The nightmare prospect of suffering a tyre blowout while towing a caravan or driving a large motorhome is enough to make even the most steely-nerved grey nomad break out in a cold sweat.
The sometimes catastrophic consequences of these incidents, whether they be on a busy highway or a narrow rural road, command huge publicity. Newspaper pictures of overturned caravans or motorhomes make sobering viewing for all who dream of taking the Big Lap.
While accidents are always possible and careful driving is always necessary, there is a growing realisation that the use of tyre pressure monitoring systems (TPMS) can play a part in reducing the carnage.
Certainly the message is getting through overseas. In Europe, all new models of passenger cars must be equipped with a TPMS and, in the US, the systems have been fitted to all vehicles since 2006.
Many experts, quoting statistics that 80% of tyre failures are due to under-inflation, think it is a matter of time before the systems become mandatory here.
Aside from the safety benefits of reduced blowout risk and optimising braking capability and road handling, the systems can help cut motoring costs … a fact which can help justify the after-market cost of several hundred dollars. Driving with under-inflated tyres means you are spending a lot more on fuel (a 20% under-inflated tyre may use up to 5% more fuel), and you will significantly reduce the life of your tyre.
So how does a tyre pressure monitor system help? Basically, it alerts drivers to the fact that their tyres are under-inflated or are becoming too hot … and before the issue becomes a major problem. They can be used to monitor pressures in individual tyres in both a towing vehicle and in caravans or camper trailers.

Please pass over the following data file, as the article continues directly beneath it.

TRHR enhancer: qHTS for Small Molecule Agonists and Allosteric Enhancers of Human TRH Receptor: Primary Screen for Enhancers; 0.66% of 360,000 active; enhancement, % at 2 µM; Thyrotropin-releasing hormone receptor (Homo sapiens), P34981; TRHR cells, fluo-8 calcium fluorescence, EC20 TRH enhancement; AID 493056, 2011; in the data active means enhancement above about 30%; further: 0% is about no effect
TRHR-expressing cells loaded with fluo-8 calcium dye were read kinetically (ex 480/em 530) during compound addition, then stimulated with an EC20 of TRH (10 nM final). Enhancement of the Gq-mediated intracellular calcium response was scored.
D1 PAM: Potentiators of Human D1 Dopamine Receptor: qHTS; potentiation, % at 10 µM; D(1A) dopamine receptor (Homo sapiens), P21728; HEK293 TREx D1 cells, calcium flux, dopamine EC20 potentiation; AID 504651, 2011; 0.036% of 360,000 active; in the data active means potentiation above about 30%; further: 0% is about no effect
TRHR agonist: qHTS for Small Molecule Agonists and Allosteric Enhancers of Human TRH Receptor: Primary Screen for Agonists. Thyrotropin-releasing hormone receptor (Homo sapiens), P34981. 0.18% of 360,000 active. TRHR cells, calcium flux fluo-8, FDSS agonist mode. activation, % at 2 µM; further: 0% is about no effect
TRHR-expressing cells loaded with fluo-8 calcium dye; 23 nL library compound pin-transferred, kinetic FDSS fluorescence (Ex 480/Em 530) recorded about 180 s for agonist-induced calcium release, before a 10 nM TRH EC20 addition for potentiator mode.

Direct systems directly monitor tyre pressure against pre-set values and send a pretty much instantaneous warning to drivers when pressure falls below set values. Pressure and temperature sensors can either be mounted inside the tyre, or simply screwed on the outside of the tyre in place of the normal valve cap. Internal mounting of monitors reduces the chance of damage or theft but will probably mean installation by a tyre specialist.
Messages from sensors are communicated via mini transmitter to in-car display monitors which may be plugged into a cigarette lighter socket, be wired in, or run on battery power. Sometimes an additional remote antenna kit may be required to improve the reception of the signal.
With ever greater numbers of grey nomads hitting the road, the focus on travelling safety is becoming ever more intense. In much the same way that interest in electronic stability control devices has skyrocketed, so too has the demand for information about tyre pressure monitoring systems.
Many long-term travellers have decided that the price of increased peace of mind is one well worth paying.